The whole room of graphic novels that are really easy to read in French because, you know, there's a picture right there,
The videos and DVDs that often have English subtitles or soundtracks except for the ones which come from Asia so I can't watch those cool HK gangster flicks, which kind of sucks;

O the music room!
O the CDs that I may take home and burn copies of at my leisure!
O the indie-rock obscurities!
O the entire back catalogs of Soul Jazz Records and Studio One!
O the Europe-only releases!
O the copy of DJ Shadow's Product Placement CD and oh my god where the heck did you get this they only printed 6000 copies which were only sold at shows so did the library actually send a guy to a DJ Shadow concert to buy this how nuts is that!

Moloch!** Your bizarre filing system confuses me! Why are your novels arranged by country of origin? Why are DVDs alphabetical by director instead of title? Is Dewey Decimal not metric enough for you?

Moloch! Your graphic novels are arranged by some system I have yet to decipher! It is neither author nor title! It might be by illustrator!

Moloch! I have to stand in line to return my books, as they must each be inspected by a librarian upon their return!

Moloch! The cute librarian girl always takes way longer to check returned books than the greasy librarian guy who smells like waffles!

Moloch! I keep getting mistaken late notices because your computer system was designed by Frenchmen! No I do not owe 1.80 euro in late fees!

Moloch! I find your 10-book limit unneccessarily restrictive!

Moloch! The guy always playing the accordion outside the entrance is not very talented and only knows about five songs!

O I say these are not the parts and poems of the Library only, but of the Soul!

[*Leaves of Grass, my ass!
**OK, so I got into Ginsberg's Howl for a minute there.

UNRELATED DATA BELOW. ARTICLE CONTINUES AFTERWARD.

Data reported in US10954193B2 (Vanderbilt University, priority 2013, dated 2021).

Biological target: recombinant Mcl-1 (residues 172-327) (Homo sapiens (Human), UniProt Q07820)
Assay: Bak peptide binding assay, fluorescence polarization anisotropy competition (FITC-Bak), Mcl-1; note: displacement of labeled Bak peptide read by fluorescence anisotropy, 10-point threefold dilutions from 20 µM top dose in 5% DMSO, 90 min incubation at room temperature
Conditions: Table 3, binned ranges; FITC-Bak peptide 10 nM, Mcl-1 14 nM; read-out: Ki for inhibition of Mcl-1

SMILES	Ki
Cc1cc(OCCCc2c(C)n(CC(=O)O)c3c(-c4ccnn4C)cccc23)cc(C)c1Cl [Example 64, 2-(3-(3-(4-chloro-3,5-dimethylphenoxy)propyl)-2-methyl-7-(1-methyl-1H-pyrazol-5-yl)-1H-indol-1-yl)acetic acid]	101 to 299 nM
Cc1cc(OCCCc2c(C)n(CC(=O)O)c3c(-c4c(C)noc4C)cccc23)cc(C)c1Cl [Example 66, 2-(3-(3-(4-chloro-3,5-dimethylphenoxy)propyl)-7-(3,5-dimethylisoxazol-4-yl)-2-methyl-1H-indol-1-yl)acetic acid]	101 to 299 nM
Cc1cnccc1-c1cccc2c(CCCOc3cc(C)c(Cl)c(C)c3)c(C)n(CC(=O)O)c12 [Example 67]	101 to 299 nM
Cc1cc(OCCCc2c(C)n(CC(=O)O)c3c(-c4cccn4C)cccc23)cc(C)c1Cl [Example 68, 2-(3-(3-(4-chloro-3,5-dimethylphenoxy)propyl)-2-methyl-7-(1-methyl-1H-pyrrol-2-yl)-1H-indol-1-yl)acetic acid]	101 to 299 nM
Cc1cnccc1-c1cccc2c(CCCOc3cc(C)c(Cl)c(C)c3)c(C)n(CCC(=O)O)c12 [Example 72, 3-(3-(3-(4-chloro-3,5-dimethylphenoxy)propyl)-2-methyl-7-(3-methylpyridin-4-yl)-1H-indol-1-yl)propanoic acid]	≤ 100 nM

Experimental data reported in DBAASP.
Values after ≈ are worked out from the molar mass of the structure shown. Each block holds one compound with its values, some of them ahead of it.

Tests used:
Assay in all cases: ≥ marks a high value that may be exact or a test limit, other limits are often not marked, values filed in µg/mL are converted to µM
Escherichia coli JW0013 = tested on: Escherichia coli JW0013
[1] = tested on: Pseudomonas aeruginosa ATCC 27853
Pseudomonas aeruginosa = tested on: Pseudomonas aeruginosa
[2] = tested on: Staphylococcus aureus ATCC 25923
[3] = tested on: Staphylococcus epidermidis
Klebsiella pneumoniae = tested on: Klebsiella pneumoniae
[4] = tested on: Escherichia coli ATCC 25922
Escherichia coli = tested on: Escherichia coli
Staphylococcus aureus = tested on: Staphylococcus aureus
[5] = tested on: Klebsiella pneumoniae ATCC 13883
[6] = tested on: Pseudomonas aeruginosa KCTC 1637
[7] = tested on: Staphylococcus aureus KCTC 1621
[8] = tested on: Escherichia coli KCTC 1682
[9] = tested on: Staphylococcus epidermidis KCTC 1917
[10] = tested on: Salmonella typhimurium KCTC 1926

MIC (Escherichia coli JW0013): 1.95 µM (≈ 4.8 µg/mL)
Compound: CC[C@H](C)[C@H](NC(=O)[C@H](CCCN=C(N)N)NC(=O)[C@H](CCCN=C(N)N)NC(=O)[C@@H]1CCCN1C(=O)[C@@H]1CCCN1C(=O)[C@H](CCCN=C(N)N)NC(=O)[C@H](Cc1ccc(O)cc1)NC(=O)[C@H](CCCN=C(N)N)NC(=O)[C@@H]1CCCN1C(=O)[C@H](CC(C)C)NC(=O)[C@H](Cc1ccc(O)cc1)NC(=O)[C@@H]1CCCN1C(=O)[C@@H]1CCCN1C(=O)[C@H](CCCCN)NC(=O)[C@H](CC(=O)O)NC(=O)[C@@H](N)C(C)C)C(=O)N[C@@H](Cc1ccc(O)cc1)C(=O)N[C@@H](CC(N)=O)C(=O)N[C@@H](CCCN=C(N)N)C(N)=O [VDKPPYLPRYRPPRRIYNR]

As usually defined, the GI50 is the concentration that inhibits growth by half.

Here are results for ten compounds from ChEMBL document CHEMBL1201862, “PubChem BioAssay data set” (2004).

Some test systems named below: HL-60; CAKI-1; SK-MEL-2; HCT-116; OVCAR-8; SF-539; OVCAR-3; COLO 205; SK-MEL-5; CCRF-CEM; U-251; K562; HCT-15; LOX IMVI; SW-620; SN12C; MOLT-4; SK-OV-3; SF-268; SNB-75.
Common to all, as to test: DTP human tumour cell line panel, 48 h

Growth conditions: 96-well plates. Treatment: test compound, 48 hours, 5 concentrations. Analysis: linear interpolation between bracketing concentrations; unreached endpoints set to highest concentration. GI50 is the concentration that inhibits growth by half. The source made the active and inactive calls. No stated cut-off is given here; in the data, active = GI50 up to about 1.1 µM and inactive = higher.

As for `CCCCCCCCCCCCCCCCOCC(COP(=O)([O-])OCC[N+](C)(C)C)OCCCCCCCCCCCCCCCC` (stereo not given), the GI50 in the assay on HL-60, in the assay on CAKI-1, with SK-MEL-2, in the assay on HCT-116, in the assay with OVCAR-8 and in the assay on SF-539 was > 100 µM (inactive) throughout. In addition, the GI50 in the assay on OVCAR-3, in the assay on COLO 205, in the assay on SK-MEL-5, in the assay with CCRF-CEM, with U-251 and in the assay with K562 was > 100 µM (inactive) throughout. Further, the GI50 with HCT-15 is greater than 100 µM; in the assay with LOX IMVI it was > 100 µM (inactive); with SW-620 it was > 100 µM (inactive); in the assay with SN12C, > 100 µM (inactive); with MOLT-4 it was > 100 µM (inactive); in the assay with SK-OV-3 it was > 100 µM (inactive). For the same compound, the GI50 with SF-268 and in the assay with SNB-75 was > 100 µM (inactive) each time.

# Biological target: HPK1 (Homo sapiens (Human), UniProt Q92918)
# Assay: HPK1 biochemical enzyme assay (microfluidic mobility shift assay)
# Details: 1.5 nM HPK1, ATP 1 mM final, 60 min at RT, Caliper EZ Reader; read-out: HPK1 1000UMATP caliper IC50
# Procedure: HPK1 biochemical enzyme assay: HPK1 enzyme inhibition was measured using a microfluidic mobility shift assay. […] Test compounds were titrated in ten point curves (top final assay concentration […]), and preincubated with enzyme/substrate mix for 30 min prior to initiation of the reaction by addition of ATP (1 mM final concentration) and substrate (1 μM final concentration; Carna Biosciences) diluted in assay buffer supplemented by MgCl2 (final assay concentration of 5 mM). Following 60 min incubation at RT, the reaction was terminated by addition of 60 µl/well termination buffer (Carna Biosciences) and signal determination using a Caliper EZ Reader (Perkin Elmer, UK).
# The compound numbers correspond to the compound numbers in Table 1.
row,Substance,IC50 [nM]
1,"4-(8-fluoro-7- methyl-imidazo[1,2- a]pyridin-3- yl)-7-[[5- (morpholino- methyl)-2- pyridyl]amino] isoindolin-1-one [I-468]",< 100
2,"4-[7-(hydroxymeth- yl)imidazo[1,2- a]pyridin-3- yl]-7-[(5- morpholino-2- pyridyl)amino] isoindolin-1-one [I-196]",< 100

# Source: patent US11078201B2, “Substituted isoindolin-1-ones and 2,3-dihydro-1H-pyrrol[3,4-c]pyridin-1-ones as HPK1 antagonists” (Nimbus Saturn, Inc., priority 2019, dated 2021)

***Photos shamelessly ripped off the internet.]

Thursday, May 24, 2007

Next on ESPN6: Amish Rake Fighting!

Sunday-before-last was the annual Blessing of the Fleet in Lyon. Once upon a time this might have been a bigger deal: With the advent of railroads, Lyon lost a lot of the importance as a river-commerce center that had led to its founding back in Roman times. There is still some shipping---big cargo ships still offload at the dockyards south of town, and smaller barges ply the Saone up into the Beaujolais--but whatever civic culture of watermen once existed is gone now.

So the blessing of the fleet continues more as a nod to tradition than as an actual source of hope that the city's sailors would return safely home from their dangerous work.

One could argue that the diminishing power of the church as a guiding influence in French people's daily lives plays a part as well.

So the blessing of the fleet is a pretty low-key affair, much like an American small town's Labor Day picnic, with some games for the kids, a cookout, a few speeches from local elected officials, and a band from the local high school.

There is of course the blessing itself, a mass held on board a floating chapel river barge--itself a vanishing icon of a bygone era when strongly religious sailors needed a place to take communion and go to confession but were nowhere near their home churches. This one [2nd pic, in blue and white with French tricolor; altar under the arched awning at center] is said to be the last one in France operating full-time.

The high point for me, though, was the boat jousting. On this day there were crews from La Mulatiere and St. Fons, two neighboring towns just south of Lyon on the right bank. This was more of a demonstration match than a battle royal for supreme control of the Federation Nationale de Joute Nautique (I just made that up), and both crews seemed to be having fun, taking spectators along for the ride on some passes, pushing each other into the river, and so on.

Let's go to the action:

The jousters stand on flat platforms at the rear of each boat. Protective gear is minimal; there's a shield worn on the left arm and a chest protector under the shirt. A rescue boat stands by, with an ambulance waiting on the quai just in case.

The lances are long, flexible wooden poles that have enough spring in them to launch an opponent off of his platform.